The author, James Franklin, worked at the National Oceanic and Atmospheric Administration for 35 years, the last 17 years at National Hurricane Center, and recently retired. He writes the following response to this perspective by Bryan Norcross: Hurricane Center creates great forecasts, but its communications system gets in the way.
I’m struggling to understand Bryan Norcross’s issues with National Hurricane Center messaging during Hurricane Irma’s approach to South Florida. He seems to be concerned that Miami residents think they dodged a bullet — that Irma was forecast to hit Miami but turned away and hit Naples instead. I’m not sure why that impression on the part of Miami residents should be a concern.
Norcross believes that the publicly available message was all about Miami, but the National Hurricane Center’s forecasts at various times showed tracks along both the east and west coasts of Florida.
The first National Hurricane Center (NHC) forecast graphic to show a Florida landfall (Advisory 28, issued at 11 p.m., Sept. 5) showed landfall occurring in the Lower Keys, with the cone encompassing all of south Florida. From 11 a.m., Sept. 6, to 5 p.m., Sept. 7, Miami indeed fell almost directly on the forecast track. With the 11 p.m. advisory Sept. 7, however, more than two days before landfall, the NHC forecast track began to shift westward away from Miami. Thirty-six hours in advance (and thereafter) the NHC forecast graphics showed the center crossing the Lower Keys. In all of these forecast graphics, all of South Florida was within the cone.
So what is the problem here that requires a solution?
If Miami residents (at least the ones overheard in restaurants) think they were lucky, they’re entirely correct in thinking that way. Miami was in the crosshairs of a Category 4 or 5 hurricane for a time, but was spared Irma’s worst impacts. I hope that Norcross isn’t implying that because several forecast graphics from NHC showed the center of Irma directly striking Miami, that residents on the Florida west coast might have been unprepared. That would indeed have been a messaging failure, but there’s no evidence presented that such a failure occurred, and to his credit, Norcross does not suggest that that occurred. (I personally had to take preparations on both coasts and didn’t observe a lack of response in Southwest Florida.)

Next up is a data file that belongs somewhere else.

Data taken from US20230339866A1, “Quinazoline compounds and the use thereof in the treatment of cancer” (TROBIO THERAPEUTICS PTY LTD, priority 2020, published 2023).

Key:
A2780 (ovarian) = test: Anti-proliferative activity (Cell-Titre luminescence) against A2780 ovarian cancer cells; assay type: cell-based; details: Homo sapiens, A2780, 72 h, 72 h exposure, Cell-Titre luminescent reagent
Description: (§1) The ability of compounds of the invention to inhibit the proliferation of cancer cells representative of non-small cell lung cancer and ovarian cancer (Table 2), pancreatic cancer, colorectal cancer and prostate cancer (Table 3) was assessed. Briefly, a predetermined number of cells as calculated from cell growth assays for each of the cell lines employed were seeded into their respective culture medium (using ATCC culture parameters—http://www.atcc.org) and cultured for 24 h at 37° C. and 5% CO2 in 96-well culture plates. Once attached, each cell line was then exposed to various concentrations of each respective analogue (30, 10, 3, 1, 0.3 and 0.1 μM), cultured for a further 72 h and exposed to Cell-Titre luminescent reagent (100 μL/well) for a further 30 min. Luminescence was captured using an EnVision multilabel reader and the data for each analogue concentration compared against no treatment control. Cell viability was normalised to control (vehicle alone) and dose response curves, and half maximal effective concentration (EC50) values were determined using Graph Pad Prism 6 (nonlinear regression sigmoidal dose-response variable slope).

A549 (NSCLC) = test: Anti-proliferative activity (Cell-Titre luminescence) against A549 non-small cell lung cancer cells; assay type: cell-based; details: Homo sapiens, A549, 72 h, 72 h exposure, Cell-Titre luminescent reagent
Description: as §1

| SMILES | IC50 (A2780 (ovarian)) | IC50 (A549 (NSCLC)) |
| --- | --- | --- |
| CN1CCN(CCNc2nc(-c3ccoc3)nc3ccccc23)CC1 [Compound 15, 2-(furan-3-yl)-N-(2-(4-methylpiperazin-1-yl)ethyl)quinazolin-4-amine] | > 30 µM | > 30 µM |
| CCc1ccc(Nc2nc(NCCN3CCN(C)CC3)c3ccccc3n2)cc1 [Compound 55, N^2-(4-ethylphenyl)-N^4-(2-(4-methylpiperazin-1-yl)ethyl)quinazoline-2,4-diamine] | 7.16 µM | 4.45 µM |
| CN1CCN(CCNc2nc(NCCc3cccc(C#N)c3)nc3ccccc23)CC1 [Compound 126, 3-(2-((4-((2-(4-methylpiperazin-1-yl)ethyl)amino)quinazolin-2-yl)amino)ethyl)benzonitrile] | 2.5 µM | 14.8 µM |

While I was still working at NHC, we added a new section, called “Key Messages,” into the Tropical Cyclone Discussion, We did this after some valid concerns were raised by Norcross and others that the messaging during 2015’s Tropical Storm Erika was not effective. Although many in the general public do read the Tropical Cyclone Discussion, the Key Messages are primarily intended to help media meteorologists quickly identify and focus on the most important points to communicate to their viewers and listeners. The messages generally focus on issues of uncertainty, risk and hazards that cannot be easily conveyed in a simple graphic.
In addition, NHC this year has published the Key Messages in stand-alone form at the top of its website and publicized them heavily through social media. Media and emergency management response to Key Messages since their introduction with Hurricane Joaquin in 2015 has been overwhelmingly positive. Norcross is simply wrong to say that these messages are “buried.”
During my 35 years at NOAA, the NHC product suite changed greatly, in response to ideas coming from inside and outside the agency. While it’s always good to take a critical eye to the product suite, there is far more to do than can be done with available resources. Near as I can tell, residents of both Florida coasts by and large took the appropriate actions in response to the threats that Irma posed to the state. And Miami residents did dodge a bullet. I can’t help thinking that Norcross’s comments represent a solution in search of a problem.